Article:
On This Day: 24th October 1956

A lesser known biomedical researcher, by the name of William Harvey “Bill” Dobelle, can be considered a modern-day saviour in this day and age. In 1978, Dr Dobelle created history for the progression of artificial vision for the blind using electrical transmissions in the brain, gifting them with limited vision.

A fervent believer in artificial technology, his impressive resume included creating the only US Food and Drug Administration approved portable breathing diaphragm pacemaker to help those with respiratory problems for the pacemaker industry, and redesigning the artificial hip while still in high school. However, his brain child would be the “Dobelle eye” invention. Dr William Dobelle was convinced that an external sensor that creates the digital image could be conveyed to the brain as usable sight.

The “Dobelle eye” system uses a tiny camera fixed in glasses worn by the blind person, the images are transmitted to a portable computer and then to 68 surgically-implanted platinum electrodes, which are attached to the brain’s visual cortex.

Dr William Dobelle persevered and persisted in his belief of helping the partially and totally blind regain some measure of sight. After close to 30 years with a group of scientists under his tutelage, Dr Dobelle rose to fame in 2000 after a 62-year-old volunteer participant was able to recover limited navigational abilities. This was where the prestigious Dobelle Institute began to make its name, known to specialise in the field of artificial vision. The interesting part of the “Dobelle eye” apparatus is that it produced close to 100 specks of dotted light to form an outline of the object. These specks of light appear and disappear according to the vision change. The constellation of dots is known as phosphenes and have been likened to stars that hide behind passing clouds, from participants’ observations.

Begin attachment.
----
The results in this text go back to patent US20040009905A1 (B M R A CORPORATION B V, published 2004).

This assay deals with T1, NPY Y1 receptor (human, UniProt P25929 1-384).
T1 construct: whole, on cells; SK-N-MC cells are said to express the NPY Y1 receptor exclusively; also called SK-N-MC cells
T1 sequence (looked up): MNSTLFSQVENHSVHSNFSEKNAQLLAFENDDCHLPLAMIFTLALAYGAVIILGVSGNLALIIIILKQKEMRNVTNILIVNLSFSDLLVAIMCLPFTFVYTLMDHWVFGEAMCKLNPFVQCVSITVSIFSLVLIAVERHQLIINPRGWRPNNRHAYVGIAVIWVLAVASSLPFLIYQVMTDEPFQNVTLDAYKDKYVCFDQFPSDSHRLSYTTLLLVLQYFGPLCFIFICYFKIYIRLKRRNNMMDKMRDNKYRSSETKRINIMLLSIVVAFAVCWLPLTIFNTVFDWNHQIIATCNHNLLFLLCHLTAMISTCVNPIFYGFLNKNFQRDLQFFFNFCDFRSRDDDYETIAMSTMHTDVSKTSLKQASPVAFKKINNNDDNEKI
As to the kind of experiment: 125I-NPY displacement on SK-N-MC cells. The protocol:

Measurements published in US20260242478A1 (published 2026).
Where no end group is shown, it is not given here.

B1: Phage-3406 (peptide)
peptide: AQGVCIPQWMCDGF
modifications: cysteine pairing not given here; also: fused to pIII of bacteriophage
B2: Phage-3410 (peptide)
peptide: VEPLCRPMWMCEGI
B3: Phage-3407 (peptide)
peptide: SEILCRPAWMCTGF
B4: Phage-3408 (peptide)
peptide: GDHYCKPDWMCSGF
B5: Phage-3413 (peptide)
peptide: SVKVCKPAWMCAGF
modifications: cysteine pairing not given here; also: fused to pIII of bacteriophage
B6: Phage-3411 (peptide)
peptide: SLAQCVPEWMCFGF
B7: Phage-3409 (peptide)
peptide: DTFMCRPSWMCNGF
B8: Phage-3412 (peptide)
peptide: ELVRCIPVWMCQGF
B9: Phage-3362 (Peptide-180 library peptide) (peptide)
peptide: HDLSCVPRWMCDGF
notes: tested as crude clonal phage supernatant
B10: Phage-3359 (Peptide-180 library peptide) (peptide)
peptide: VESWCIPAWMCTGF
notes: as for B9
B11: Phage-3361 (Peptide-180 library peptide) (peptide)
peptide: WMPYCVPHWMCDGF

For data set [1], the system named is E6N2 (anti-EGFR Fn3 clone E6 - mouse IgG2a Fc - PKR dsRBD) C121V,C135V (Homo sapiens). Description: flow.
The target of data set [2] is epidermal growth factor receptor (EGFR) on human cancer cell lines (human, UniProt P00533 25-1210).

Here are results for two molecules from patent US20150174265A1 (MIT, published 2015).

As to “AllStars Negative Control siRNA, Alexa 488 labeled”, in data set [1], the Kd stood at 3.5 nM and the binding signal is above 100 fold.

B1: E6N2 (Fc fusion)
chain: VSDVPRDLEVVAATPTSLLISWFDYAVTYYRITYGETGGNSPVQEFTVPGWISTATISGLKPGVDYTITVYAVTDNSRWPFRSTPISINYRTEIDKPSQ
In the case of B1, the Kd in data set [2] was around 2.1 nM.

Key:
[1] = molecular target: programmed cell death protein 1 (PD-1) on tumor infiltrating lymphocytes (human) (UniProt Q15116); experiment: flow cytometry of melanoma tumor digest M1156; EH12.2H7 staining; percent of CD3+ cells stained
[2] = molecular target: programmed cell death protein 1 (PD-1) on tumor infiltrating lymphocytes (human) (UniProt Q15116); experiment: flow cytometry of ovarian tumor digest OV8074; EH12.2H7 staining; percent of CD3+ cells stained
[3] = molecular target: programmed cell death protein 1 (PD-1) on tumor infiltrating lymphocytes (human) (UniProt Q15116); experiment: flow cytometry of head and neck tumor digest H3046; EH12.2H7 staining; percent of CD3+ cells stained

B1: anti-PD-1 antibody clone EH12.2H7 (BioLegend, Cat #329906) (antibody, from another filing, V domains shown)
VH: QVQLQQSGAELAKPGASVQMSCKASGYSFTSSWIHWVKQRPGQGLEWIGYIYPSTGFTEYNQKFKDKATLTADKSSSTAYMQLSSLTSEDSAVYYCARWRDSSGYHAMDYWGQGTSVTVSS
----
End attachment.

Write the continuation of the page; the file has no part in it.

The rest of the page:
“An external sensor that creates the digital image could be conveyed to the brain as usable sight.”

Though the “Dobelle eye” invention was still in an experimental stage, it has provided tremendous hope to those who have resigned to the fact that darkness will plague them till their death. It is necessary to add that the technology would not regain their full visual sight like fully sighted people people, but it does increase their independence by more than half as they are able to navigate around more than they could. For example, allowing them to drive short distances.

Needless to say, the cost for curing blindness has come at a hefty price. The entire visual prosthesis system costs $100,000 which includes a miniature camera mounted on special glasses, a frame grabber, microcomputer, stimulus generation module, and two implanted electrode arrays with percutaneous pedestals. This does not include patient psychiatric evaluation which costs up to $3,000 and hospital care expenses which can grow to $10,000. However, these astronomical figures have become normal to Dr Dobelle, he has given close to 30 years of his life to this cause and at a price tag of $25 million.

For Dr William Dobelle, he has sacrifice countless things for this cause, all of which are secondary when it comes to the time spent tinkering with the “Dobelle eye”, time which cannot be replaced or bought back. Hence, it is that sense of urgency to succeed whatever the cost to make up for the blood, sweat and tears he has invested for this grand cause that continues to influence the artificial vision technology of today. For us, it’s called an invention, for them, it’s called hope.

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